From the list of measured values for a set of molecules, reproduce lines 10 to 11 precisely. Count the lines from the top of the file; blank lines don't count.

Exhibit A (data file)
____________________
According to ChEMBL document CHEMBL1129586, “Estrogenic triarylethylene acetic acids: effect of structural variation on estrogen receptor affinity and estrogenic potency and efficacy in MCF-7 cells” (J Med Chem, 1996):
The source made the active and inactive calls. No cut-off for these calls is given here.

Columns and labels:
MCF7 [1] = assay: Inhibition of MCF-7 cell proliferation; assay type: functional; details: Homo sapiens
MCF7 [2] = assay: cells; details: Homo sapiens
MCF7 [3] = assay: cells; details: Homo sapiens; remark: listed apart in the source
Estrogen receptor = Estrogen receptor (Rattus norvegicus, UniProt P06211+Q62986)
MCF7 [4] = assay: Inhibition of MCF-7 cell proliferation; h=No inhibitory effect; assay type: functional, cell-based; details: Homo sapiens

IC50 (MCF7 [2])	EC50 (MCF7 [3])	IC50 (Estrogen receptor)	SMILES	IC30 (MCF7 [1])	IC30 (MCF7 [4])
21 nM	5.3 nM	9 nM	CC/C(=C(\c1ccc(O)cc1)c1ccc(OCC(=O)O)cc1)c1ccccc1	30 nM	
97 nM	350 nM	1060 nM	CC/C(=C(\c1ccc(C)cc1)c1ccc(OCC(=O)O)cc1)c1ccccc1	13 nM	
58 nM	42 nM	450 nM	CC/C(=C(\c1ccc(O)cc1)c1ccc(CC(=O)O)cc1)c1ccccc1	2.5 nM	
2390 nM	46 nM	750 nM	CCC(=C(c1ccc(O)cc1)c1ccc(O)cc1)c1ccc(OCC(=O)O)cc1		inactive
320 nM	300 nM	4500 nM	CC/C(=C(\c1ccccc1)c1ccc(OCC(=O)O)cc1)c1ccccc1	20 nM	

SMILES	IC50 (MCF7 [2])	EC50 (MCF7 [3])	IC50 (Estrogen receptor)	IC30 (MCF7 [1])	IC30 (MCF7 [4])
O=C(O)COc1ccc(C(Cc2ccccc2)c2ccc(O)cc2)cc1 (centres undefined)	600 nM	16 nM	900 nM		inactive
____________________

21 nM	5.3 nM	9 nM	CC/C(=C(\c1ccc(O)cc1)c1ccc(OCC(=O)O)cc1)c1ccccc1	30 nM	
97 nM	350 nM	1060 nM	CC/C(=C(\c1ccc(C)cc1)c1ccc(OCC(=O)O)cc1)c1ccccc1	13 nM	